Category Archives: freedom

Daniel Cohn-Bendit & Claus Leggewie: “1968: Power to the Imagination”

“Our solidarity with the national liberation movements was immense. … What we largely ignored, however, was the suppression proceeding from the liberators themselves, once they had seized power.”

“Drawn to a Cause, British Woman Dies Fighting Alongside Kurds in Syria”

“In Britain, Ms. Campbell, 26, was active in causes like animal rights and environmental protection, but until recently, she had no personal connection to the Kurds. Yet she was deeply moved, family and friends said, by the fight to defend an autonomous, mostly Kurdish region in northern Syria, known as Rojava, whose leaders advocate a secular, democratic and egalitarian politics, with equal rights for women.”

David Graeber: ” Why are world leaders backing this brutal attack against Kurdish Afrin?”

Afrin‘s “inhabitants had taken advantage of their peace and stability to develop the democratic principles embraced throughout the majority Kurdish regions of north Syria, known as Rojava. Local decisions were devolved to neighbourhood assemblies in which everyone could participate; other parts of Rojava insisted on strict gender parity, with every office having co-chairs, male and female, in Afrin, two-thirds of public offices are held by women. Today, this democratic experiment is the object of an entirely unprovoked attack”

Bronwen Everill: “Demarginalizing West Africa in the Age of Revolutions”

‘It is true that the West African Age of Revolutions did not inspire specifically democratic change in the polities that were “revolutionized”, and that the revolutions’ relationships with the practices of the slave trade and slavery were complicated. But if not all of these revolutions were democratic, then maybe it wasn’t an age of democratic revolutions at all, which makes the particular cases of democratic revolution interesting in different ways.’

James C. Scott interviewed on “Most Resistance does not Speak its Name”

“France after the revolution was a great emancipatory state, but prior to it, the state only had access to the population through the different parliaments and different estates of the feudal order. Once the revolution occurred, the state for the first time had direct access to every citizen. That was the birth of citizenship, and that made possible the total mobilization of the population under Napoleon. So you had organization and mobilization of total war and emancipation being linked integrally to the achievements of the French Revolution.”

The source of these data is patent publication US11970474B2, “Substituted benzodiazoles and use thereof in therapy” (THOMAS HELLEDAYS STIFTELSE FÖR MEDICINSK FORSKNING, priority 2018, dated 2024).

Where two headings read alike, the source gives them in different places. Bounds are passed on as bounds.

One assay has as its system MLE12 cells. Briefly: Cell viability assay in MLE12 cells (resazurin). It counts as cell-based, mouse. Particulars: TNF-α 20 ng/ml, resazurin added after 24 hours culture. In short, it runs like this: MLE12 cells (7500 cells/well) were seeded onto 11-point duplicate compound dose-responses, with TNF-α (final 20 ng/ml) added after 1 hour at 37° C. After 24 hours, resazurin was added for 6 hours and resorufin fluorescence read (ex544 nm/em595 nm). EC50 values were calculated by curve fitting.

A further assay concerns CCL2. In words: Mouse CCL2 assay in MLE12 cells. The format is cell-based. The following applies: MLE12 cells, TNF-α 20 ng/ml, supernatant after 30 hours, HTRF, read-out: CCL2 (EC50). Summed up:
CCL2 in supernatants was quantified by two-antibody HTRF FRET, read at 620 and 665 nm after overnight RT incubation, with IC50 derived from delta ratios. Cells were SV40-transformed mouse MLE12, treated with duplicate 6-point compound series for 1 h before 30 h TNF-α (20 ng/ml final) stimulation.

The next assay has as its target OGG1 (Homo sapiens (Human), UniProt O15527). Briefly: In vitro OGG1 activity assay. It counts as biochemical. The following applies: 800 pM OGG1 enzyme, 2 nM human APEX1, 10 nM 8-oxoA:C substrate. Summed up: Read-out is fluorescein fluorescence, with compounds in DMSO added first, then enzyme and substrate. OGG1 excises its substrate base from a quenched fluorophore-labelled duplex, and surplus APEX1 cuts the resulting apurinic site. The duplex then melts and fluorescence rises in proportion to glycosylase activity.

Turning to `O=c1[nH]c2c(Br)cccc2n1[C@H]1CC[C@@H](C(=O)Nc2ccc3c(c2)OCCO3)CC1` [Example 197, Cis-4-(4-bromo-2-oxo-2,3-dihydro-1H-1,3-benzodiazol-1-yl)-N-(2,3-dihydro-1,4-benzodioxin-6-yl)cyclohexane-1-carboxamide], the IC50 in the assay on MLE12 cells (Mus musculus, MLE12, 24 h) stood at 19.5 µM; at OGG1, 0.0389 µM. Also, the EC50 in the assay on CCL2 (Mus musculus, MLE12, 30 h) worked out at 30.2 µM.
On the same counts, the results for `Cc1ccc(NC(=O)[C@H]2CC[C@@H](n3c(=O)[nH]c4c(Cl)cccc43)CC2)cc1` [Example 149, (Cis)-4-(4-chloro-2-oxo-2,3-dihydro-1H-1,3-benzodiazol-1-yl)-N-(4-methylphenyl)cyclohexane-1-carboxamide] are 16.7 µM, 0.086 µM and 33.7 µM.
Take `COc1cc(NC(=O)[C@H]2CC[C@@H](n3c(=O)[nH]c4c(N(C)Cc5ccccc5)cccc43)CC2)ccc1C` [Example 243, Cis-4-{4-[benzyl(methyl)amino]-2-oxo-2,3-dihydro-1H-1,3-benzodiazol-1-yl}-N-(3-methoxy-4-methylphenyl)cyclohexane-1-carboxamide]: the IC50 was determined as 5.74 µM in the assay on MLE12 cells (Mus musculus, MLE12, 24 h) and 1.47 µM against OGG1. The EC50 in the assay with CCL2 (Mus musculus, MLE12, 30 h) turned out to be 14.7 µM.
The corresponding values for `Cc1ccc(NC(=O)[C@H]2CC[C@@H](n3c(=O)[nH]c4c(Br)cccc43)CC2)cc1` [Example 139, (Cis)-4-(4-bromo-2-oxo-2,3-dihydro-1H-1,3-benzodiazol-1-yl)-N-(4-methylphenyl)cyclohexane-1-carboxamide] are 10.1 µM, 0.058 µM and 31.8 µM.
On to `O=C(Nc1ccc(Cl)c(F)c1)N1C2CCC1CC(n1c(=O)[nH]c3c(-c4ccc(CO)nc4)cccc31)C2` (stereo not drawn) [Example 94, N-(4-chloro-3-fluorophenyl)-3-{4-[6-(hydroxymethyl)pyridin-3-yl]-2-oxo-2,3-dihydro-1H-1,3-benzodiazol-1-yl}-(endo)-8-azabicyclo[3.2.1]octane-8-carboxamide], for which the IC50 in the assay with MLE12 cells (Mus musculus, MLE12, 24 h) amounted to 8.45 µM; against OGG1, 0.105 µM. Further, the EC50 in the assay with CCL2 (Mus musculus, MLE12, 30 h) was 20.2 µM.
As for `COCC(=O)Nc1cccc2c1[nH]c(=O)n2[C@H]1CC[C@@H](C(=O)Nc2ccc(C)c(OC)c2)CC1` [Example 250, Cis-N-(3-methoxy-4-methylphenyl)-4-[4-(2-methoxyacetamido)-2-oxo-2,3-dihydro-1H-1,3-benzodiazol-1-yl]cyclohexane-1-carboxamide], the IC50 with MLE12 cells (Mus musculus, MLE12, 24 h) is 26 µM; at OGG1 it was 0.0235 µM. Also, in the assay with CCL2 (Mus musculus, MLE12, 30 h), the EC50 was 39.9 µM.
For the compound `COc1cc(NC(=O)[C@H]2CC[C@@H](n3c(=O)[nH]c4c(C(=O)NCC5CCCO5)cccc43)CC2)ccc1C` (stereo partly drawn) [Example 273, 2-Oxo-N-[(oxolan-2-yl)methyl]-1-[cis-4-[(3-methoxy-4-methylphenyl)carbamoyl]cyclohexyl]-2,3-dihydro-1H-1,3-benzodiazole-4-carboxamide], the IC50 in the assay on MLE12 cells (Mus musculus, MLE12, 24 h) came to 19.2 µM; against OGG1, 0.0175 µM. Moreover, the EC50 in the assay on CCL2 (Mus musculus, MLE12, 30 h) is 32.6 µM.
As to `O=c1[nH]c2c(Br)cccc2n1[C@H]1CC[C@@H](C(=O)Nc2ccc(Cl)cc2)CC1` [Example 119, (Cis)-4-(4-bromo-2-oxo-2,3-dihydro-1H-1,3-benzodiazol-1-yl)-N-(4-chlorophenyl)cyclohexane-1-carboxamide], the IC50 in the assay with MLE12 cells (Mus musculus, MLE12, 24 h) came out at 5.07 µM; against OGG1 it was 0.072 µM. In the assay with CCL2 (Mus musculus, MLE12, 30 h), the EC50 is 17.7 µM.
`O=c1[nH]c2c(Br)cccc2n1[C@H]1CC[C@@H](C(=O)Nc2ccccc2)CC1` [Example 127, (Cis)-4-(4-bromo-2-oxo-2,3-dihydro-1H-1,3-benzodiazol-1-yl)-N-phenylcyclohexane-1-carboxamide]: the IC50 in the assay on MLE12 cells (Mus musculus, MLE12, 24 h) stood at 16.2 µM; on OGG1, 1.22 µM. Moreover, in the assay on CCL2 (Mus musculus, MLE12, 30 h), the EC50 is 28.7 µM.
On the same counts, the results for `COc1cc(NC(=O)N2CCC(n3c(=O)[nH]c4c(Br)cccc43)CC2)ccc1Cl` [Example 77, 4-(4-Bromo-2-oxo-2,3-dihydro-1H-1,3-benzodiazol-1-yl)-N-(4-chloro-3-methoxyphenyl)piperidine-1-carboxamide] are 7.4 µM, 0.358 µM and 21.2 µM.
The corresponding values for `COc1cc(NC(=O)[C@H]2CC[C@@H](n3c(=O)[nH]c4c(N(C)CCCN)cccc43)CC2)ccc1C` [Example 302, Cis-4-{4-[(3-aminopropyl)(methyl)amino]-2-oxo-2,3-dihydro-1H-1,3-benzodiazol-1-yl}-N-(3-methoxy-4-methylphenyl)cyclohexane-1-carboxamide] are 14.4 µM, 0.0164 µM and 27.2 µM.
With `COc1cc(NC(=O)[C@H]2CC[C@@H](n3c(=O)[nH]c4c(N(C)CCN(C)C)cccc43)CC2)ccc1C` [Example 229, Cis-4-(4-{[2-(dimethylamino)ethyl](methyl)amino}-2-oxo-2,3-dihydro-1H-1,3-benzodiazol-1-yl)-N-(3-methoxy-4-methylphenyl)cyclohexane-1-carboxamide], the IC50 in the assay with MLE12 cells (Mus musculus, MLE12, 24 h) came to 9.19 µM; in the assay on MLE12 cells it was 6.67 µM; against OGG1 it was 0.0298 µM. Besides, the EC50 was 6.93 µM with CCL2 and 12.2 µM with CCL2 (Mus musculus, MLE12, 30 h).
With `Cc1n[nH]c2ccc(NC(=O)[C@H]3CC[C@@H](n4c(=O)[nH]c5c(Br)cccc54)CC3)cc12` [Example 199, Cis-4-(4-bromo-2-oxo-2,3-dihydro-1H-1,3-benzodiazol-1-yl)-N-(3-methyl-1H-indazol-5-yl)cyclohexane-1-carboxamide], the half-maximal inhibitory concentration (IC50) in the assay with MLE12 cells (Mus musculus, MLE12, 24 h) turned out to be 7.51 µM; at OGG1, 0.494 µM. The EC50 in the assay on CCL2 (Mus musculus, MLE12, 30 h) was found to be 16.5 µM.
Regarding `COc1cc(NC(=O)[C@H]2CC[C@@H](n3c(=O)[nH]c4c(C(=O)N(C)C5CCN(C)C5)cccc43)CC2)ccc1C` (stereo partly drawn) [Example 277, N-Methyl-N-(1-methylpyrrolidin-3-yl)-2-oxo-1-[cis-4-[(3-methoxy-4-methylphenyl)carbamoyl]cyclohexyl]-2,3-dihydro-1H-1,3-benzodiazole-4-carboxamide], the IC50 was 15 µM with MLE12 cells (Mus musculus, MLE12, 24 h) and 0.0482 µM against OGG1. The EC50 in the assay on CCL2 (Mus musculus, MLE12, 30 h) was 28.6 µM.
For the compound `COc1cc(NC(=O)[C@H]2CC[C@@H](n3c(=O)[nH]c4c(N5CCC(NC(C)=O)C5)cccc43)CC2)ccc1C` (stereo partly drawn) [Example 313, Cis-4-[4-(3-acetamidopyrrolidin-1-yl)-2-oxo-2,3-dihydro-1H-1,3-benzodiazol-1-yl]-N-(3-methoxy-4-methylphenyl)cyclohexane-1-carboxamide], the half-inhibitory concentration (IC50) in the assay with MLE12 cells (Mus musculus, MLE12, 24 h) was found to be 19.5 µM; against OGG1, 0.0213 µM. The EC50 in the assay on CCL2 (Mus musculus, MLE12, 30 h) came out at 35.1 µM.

“Symposium on the Bicentennial of the Latin American Revolutions of Independence”

Journal of the History of Ideas, 79: 1, 2018

“Mexico’s Zapatista rebels, 24 years on and defiant in mountain strongholds”

‘Today the Zapatistas, who have never disarmed, claim to control much of the state of Chiapas. “There are 50,000 families, or nearly 300,000 people in 55 municipalities. Their rules of ‘good government’ involve giving their time several days a week to the community, sharing food, helping to teach the young, and organising,” says Heredia. “They are autonomous,” he adds. “Most villages are in the mountains and the great Lacandon forest. They have their own system of education, health, justice, government and security. They are still poor but they train their own teachers and doctors, and some have their own currency. The Mexican government mostly leaves them alone.”’

“The world’s most progressive democracy is being born. Don’t let it get strangled.”

“So why should we care about this latest development in the Syrian war? Because Afrin, along with the cantons of Euphrates and Jazira, is experimenting with a form of bottom-up, direct democracy that is arguably more progressive than any other system in the West.”

Mamadou Diallo: “Thomas Sankara and the Revolutionary Birth of Burkina Faso”

‘The Sankarist Revolution was the peak of a series of revolts, the breakdown of an inept cycle, and the beginning of a historical sequence that would see Upper Volta become Burkina Faso and, to deal with its critical situation, “dare to invent the future.”’

“An Investigation Into Red-Brown Alliances: Third Positionism, Russia, Ukraine, Syria, and the Western Left”

“As radical leftist anti-fascists, anti-racists, anti-colonialists, and anti-capitalists struggling for liberation, we can fight against imperialism, against racism, and against fascism at the same time, and we can oppose the American war machine and oppose colonialism without siding with reactionary and oppressive entities. We can support liberation in Palestine, Bahrain, India, Venezuela and everywhere else where people are struggling against oppression without allying to fascists or allowing them to try co-opting our movements. Unfortunately sections of the radical movement have failed or have been purposely misled by crypto-fascists.”